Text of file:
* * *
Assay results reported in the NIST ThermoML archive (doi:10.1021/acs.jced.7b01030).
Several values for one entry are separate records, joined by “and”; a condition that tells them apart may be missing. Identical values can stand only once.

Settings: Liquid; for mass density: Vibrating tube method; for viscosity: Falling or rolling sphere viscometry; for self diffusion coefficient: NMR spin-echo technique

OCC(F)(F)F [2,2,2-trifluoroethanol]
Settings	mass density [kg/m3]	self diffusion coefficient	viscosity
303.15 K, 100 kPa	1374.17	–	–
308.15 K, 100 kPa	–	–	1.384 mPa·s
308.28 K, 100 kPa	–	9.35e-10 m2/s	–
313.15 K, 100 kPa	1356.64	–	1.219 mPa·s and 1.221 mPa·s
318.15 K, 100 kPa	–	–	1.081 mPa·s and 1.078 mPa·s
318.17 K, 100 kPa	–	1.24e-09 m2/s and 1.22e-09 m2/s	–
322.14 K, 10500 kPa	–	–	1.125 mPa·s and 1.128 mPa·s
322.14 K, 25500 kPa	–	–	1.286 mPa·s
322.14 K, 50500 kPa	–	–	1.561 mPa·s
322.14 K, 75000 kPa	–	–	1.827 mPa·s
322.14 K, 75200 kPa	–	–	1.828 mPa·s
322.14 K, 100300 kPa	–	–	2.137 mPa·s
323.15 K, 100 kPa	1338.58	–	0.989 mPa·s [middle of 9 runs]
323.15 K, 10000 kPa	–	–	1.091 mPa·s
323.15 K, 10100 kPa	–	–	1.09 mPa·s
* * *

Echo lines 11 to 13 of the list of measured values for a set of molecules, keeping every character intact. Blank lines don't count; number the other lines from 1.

318.17 K, 100 kPa	–	1.24e-09 m2/s and 1.22e-09 m2/s	–
322.14 K, 10500 kPa	–	–	1.125 mPa·s and 1.128 mPa·s
322.14 K, 25500 kPa	–	–	1.286 mPa·s